What do the Aquarian Age and the Virgin Mary Have in Common?
What do Mary, the mother of Jesus, and the Aquarian age have in common? More than you might think. Mary’s story has some surprises in it.
No matter your religious tradition, you’ve probably heard of Mary, the mother of Jesus. Most of us have some sort of picture of Mary, whether from art or history or our own traditions.
The normal picture folks tend to have of Mary is summed up in the traditional hymn title, “Gentle Mary, Meek and Mild.” If this is your picture of Mary, you are not alone. However, it’s only a very small part of the picture.
Let’s take a closer look at the Mary that emerges from the story itself.
Gentle Mary, Meek and Mild?
The story begins when God sends an angel or messenger (Gabriel) to Mary, a young woman from a small town in Israel, Nazareth, who was engaged to a man named Joseph. The angel tells her she’s going to have a baby, and that the baby will be the anointed one (the meaning of Messiah in Hebrew) — the one for whom the Jews had been waiting for hundreds of years.
Often, people have interpreted Mary’s response to the angel Gabriel’s invitation as unquestioning obedience and humility. Hence the “Gentle Mary, Meek and Mild” picture.
Yet if you listen closely to the text itself, the picture of Mary that emerges is very different from that portrayed in art, music, and culture. Far from being “meek and mild,” Mary was actually a prophet. More than that, her message was radical.
First, she questions the angel: “How can this be, since I’m a virgin?” Few would dare to question an angel. This is the first indication that she is not the meek, submissive person often portrayed.
Even better, Gabriel answered her, and didn’t leave until she had spoken her words of acceptance. What most people tend to overlook is the courage it would have taken to say those words.
To many of us, reading or hearing the story of Mary is like reading or hearing a story which we already know the ending to. We know that Joseph is not going to abandon her, and that she is not going to be killed.
You see, the penalty for an engaged young woman becoming pregnant by a third party was death. We don’t take that on board because we know everything is “going to be all right.” Yet she didn’t know that. When Mary says yes, it is an act of supreme courage.
But this story doesn’t end there either.
The Surprising Mary
Mary visits her aunt, Elizabeth, who, it turns out, is also bearing a miraculous child. When Elizabeth sees her, she is “filled with the Holy Spirit” — a phrase used of prophets in the Hebrew tradition — and speaks a blessing to Mary.
Mary’s response is the well-known Magnificat. You may have heard various musical renditions of this response, coming from different centuries and traditions. Often people listen just for the beauty of the music, and/or listen through the filter of seeing Mary as meek and mild.
Every time I preach about Mary and her song, people are always surprised. They hadn’t a clue. So what is it about Mary that’s so surprising? What’s the part of the story that you yourself may have missed? Hint: look at the actual content of the song.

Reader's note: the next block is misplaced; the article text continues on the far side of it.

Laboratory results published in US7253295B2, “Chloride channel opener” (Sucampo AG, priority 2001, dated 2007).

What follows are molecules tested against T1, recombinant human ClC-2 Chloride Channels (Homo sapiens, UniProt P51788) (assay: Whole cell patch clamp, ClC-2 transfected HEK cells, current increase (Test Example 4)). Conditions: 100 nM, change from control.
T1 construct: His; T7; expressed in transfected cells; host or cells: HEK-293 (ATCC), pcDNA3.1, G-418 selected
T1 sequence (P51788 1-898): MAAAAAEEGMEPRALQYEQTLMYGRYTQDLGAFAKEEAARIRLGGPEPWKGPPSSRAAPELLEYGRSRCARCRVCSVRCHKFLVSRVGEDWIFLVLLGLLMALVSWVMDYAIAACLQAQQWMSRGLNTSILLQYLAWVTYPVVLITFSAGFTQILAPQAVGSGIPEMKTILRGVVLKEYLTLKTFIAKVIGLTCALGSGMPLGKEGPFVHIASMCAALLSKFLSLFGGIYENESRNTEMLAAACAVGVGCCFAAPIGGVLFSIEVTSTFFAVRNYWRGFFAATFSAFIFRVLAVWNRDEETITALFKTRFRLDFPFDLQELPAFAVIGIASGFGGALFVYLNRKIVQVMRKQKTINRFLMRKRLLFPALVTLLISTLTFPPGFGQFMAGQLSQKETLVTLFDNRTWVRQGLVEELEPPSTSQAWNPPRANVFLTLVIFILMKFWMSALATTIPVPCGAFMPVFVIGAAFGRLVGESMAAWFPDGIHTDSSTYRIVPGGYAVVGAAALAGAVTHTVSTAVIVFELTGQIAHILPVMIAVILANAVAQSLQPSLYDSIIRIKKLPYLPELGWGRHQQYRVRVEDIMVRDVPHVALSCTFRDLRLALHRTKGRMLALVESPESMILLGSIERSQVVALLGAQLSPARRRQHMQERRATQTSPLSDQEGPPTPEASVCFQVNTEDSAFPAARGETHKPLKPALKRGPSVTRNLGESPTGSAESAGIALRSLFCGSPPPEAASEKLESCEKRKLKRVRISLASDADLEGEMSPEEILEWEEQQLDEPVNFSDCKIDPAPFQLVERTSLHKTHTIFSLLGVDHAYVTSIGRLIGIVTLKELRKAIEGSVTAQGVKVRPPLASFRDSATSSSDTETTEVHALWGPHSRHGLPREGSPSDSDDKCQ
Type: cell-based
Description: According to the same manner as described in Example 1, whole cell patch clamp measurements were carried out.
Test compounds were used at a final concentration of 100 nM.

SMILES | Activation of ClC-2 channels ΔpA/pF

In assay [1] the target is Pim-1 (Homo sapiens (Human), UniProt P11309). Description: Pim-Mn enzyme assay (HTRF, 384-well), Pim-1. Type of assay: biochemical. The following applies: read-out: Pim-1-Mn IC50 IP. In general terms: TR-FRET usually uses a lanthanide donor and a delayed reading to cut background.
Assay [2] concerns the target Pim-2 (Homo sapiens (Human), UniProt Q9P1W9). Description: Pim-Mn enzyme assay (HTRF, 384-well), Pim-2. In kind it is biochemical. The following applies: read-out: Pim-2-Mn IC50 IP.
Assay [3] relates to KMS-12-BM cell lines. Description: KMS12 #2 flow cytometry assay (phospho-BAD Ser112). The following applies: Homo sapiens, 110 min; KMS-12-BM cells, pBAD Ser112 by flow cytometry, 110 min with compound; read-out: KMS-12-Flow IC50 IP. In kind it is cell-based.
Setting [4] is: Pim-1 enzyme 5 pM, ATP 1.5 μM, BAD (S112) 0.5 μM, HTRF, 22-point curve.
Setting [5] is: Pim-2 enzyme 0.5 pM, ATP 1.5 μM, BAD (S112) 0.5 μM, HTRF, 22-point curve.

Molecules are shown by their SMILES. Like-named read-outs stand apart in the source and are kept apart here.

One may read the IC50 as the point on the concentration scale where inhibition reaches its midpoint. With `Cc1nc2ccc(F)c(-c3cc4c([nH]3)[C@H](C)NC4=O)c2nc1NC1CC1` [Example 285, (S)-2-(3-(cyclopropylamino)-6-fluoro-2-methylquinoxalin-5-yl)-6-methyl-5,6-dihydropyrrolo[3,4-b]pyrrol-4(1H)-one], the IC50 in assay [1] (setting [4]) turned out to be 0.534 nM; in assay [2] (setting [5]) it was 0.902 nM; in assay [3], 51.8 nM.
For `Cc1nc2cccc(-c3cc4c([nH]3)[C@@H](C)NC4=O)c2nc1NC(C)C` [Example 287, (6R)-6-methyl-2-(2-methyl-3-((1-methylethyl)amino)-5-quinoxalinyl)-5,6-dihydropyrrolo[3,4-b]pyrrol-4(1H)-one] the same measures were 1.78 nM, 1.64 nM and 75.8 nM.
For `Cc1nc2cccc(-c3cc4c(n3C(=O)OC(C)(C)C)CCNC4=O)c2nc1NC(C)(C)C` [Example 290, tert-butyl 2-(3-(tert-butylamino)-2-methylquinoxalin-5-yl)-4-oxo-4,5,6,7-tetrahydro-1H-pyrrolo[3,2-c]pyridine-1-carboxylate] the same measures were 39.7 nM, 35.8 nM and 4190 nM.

Have you ever actually read her words? It’s not just a beautiful, submissive song. No! Instead, she’s talking about reversing the way things are: the poor will become rich; the rich will become poor, those in high places will be brought low and the those who are low will be raised up. This is the new world that her son Jesus will bring in to being. She foreshadows Jesus’ actual message.
What struck me about her story this year was how much her message — and her very being — are illustrations of what’s happening in this larger shift into Aquarius. I’ve written a lot about the archetype of Pluto in Capricorn – the shift from top-down, big gov’t, big corporations and such – and the unraveling that is taking place as those old structures crumble.
A reversal is happening on a grand scale right now. Pluto’s shift into Aquarius will help move us even deeper into the Aquarian age, with its focus on shared power structures, collaborative organizations and more.
Mary and the Aquarian Age
What’s more, Mary is an example. She was a woman who wasn’t afraid to ask questions of an angel. She also wasn’t afraid to speak a radical message in uncertain times (her story takes place when the Jews were being ruled by the Romans).
Mary’s example also resonates with the Aquarian age shift. Part of this shift is moving the planet out of the old patriarchal structures and toxic masculinity and femininity into a new healthy balance between masculine and feminine.
The feminine has been suppressed, oppressed and more. In some ways there has been an ongoing war against women, particularly against strong women. What’s more, that war has gone on for so long that there is a huge need for healing of the feminine in all of us, whatever your gender. Because of that, we need more strong female role models.
Perhaps we can claim the Mary of the gospel of Luke: the one who wasn’t afraid to question an angel; the one who had the courage to say yes to a new order and a new way of being; the one who announced to the world that her son would upend the status quo and reverse the old top-down structures.
Whatever your tradition, this Mary has much to offer us as we move into a new age ourselves. May her example help you embrace a stronger and more healthy feminine and sacred feminine.